Veteran nonfiction writer Macintyre (writer at large, The Times of London; A Spy Among Friends) tells the story of Oleg Gordievsky (b. 1938), a spy for the Soviet Union beginning in the 1960s, later becoming the chief spy in the KGB's London office. Over time, Gordievsky developed leanings toward the West and spied for England's MI6 secret service. The CIA, meanwhile, wanted desperately to find out the name of this important double agent. Little did the CIA or MI6 know, however, that Aldrich Ames, the man leading the CIA's counterintelligence, was actually working for the Soviet Union. Gordievesky's actions helped the West win the Cold War as they contributed to the hindrance of Soviet plots and exposed agents working in both Great Britain and the United States. Macintyre's many interviews with Gordievsky and other officials in the intelligence community related to this time period add to the story. It concludes with a list of codenames, aliases, references, and an index. VERDICT Fans of narrative nonfiction, the Cold War, spy stories, foreign relations among the United States, England, and Russia, and Macintyre's previous works will greatly enjoy this incredible true account.—Jason L. Steagall, formerly with Gateway Technical Coll. Lib., Elkhorn, WI Copyright 2018 Library Journal.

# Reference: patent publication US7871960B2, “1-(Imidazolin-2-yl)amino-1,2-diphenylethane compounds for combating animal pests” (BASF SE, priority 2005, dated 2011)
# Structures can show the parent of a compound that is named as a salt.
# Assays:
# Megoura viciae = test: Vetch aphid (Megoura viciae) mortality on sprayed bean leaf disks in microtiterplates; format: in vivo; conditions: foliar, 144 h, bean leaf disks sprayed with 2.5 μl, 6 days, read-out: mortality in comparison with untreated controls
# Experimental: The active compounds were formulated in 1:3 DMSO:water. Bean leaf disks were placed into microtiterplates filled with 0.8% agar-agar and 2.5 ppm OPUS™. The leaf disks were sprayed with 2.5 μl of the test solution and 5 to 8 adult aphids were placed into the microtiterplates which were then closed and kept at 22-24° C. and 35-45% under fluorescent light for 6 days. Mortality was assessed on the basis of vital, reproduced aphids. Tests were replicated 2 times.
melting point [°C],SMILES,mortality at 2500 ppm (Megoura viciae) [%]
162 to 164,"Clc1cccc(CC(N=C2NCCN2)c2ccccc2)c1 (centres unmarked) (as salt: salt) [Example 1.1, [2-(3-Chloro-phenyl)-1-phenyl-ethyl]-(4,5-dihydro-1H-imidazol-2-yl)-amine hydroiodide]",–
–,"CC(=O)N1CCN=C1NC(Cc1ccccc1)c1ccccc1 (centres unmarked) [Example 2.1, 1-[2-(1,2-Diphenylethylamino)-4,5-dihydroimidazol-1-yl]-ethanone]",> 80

Review by Publishers Weekly Reviews

Macintyre (Rogue Heroes) recounts the exploits of Oleg Gordievsky, the KGB agent turned British spy responsible for "the single largest ‘operational download' in MI6 history," in this captivating espionage tale. Building on in-depth interviews and other supplementary research, Macintyre shows Gordievsky expertly navigating the "wilderness of mirrors" that made up the daily existence of a Cold War spy—passing microfilm, worrying that his wife will turn him in to the KGB, battling an unexpected dosage of truth serum. In Macintyre's telling, Aldrich Ames, the CIA agent turned KGB operative who gave up Gordievsky's cover, functions as a foil and a vehicle for moral comparison between the KGB and MI6. In a feat of real authorial dexterity, Macintyre accurately portrays the long-game banality of spycraft—the lead time and persistence in planning—with such clarity and propulsive verve that the book often feels like a thriller. The book has a startling relevancy to the news of the day, from examples of fake news to the 1984 British elections in which "Moscow was prepared to use dirty tricks and hidden interference to swing a democratic election in favor of its chosen candidate." Macintyre has produced a timely and insightful page-turner. (Sept.) Copyright 2018 Publishers Weekly.